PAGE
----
The legendary “Mother Leeds” has a historical parallel in Japhet’s wife, Deborah Leeds, a person it is very likely Franklin knowingly targeted in his attacks on his rivals’ character. In either case, over the decades following the alleged birth of the Jersey Devil the Pine Barrens became a haven for outcasts. Runaway slaves and displaced Natives formed hidden communities in the wild woodlands inland from Leeds Point. Later during and after the Revolution, the region would become a refuge for Loyalist renegades. By the early Nineteenth Century the notion that the Pine Barrens were haunted by an assortment of ghosts and devils was well established in the lore of the Mid-Atlantic. In 1820, Joseph Bonaparte, brother of the deposed French Emperor, claimed to have seen the beast on his estate near Bordentown. Two decades later the devil was blamed for a spate of inexplicable livestock slayings in the region. A full century after the beast was alleged to have been born, the denizens of isolated Pine Barrens believed the monster was alive and well.

Due west of the coastal floodplains haunted by the Leeds Devil, the German settlers of Fredrick County, Maryland, were brought to grief during the 1730’s by a phantom they called the Schneller Geist, a winged terror that snatched livestock from pastures and unfortunate travelers off of mountain trails. Descendants of these settlers continue to paint seven-pointed stars on their barns to keep the Snallygaster at bay. This folkloric Appalachian dragon became the subject of national attention in 1909, when reports of the beast inspired the Smithsonian Institution to offered a reward for a specimen and hunting parties to beat the foothills for weeks attracting even Theodore Roosevelt’s attention. The 1909 hunt for the Snallygaster was not restricted to western Maryland, as there was a simultaneous Jersey Devil flap around Philadephia, and throughout the Delaware Valley. The quality of these eye witness reports varies widely, but, in the early Twentieth Century there was a sudden widespread belief that a dragon-like monster was flying between southern New Jersey and western Maryland.

There is no denying that the physiology of the Jersey Devil is simply impossible. It is an irrational mix of unrelated animals, part horse part goat part bat. A flying animal so massive that it should be physically impossible for it to fly. Unlike other North American cryptids, there is no extinct species that looks like the Jersey Devil. The descriptions most consistently resemble the heraldic wyverns depicted on the Leeds family crest. Returning us to the rivalry between Benjamin Franklin and Titan Leeds. It is easy to imagine the whole legend could be the product of Franklin’s mischievous genius, but how does a malicious joke take on a literal life of its own?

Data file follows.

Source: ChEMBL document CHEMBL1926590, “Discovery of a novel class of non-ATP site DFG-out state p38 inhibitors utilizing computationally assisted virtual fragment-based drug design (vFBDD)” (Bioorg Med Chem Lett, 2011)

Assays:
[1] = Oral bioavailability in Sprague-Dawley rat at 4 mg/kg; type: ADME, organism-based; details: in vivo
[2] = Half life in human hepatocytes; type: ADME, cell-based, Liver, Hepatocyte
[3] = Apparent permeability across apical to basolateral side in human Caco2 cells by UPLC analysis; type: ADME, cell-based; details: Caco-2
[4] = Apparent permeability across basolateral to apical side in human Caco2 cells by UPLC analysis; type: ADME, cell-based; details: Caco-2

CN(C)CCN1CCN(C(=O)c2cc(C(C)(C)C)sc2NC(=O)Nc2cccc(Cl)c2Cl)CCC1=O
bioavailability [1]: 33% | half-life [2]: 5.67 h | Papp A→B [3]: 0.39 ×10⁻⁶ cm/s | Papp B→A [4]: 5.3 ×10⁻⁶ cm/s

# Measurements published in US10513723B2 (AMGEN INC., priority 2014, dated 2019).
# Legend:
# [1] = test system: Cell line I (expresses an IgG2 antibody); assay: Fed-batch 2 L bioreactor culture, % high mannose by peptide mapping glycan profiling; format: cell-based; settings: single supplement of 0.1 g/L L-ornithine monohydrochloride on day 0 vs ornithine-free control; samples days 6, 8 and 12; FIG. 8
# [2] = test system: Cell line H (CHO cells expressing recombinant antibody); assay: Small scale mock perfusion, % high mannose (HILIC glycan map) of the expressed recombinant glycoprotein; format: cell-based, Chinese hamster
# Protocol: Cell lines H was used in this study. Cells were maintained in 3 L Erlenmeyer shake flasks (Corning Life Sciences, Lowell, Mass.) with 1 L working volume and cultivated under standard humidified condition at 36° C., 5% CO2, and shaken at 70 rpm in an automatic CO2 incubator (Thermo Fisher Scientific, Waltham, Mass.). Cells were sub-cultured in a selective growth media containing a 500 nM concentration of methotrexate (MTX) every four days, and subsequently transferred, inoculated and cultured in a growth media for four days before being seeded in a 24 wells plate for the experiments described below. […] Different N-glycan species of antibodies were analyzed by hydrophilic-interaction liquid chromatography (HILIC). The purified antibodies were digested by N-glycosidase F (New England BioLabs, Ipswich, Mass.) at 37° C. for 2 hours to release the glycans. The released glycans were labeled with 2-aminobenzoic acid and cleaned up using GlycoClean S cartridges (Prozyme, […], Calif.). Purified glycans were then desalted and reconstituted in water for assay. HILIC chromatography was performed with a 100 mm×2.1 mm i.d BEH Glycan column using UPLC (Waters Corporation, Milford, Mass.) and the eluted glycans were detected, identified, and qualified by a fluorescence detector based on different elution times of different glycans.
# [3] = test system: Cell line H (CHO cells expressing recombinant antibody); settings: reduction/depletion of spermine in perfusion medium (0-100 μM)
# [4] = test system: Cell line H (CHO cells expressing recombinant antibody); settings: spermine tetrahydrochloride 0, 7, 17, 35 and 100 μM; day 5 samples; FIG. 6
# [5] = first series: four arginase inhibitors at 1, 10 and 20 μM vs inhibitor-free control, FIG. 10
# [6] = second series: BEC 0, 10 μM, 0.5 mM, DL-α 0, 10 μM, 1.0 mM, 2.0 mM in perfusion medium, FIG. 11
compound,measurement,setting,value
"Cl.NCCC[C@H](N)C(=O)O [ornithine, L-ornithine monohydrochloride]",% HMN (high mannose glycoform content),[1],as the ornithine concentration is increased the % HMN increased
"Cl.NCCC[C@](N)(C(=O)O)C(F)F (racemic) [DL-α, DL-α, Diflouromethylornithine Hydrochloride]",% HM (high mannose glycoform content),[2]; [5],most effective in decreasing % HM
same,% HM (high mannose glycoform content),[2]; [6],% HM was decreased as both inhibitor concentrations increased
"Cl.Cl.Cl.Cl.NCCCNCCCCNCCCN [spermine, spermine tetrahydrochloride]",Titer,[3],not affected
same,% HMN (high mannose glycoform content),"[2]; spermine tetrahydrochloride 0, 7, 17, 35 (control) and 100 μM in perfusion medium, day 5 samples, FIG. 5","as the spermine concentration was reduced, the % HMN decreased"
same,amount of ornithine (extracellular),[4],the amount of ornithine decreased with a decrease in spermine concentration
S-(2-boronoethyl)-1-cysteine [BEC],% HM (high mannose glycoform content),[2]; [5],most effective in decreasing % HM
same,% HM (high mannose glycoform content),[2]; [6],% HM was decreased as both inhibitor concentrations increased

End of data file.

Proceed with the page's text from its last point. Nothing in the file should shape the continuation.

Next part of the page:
Manifestations of the Leeds Devil and the Snallygaster persisted in their respective localities well into the Twentieth Century. Even accounting for known hoaxes, the number of credible sightings of the winged beasts remain unexplained. During an era when news traveled slowly, reports of similar monsters appeared sporadically for over a century and a half before the great flap of 1909. Shoebill storks, flying foxes, and harpy eagles might resemble various descriptions of these fearsome critters, but all were undiscovered inhabitants of far away lands when our story began.

I no more believe there is a hidden population of Central African storks in the Pine Barrens than I think a baby turned into a dragon and flew up the chimney. I might accept that the region of the Cumberland Gap was once the home of a North American species of harpy eagle that was driven to extinction before it was recognized by science, leaving behind only tall tales of the Snallygaster. But, to date we have no obvious solution to the mystery. It is an interesting coincidence that the Fredrick, Maryland, is directly to the East of Point Pleasant, West Virginia, home of another more infamous flying phantom. In deed, traveling by air from the home where the Leeds Devil was allegedly born in 1735, across the 1909 hunting grounds of the Snallygaster, the flight path to the town where the Mothman was first sighted in 1966 is a perfectly straight line.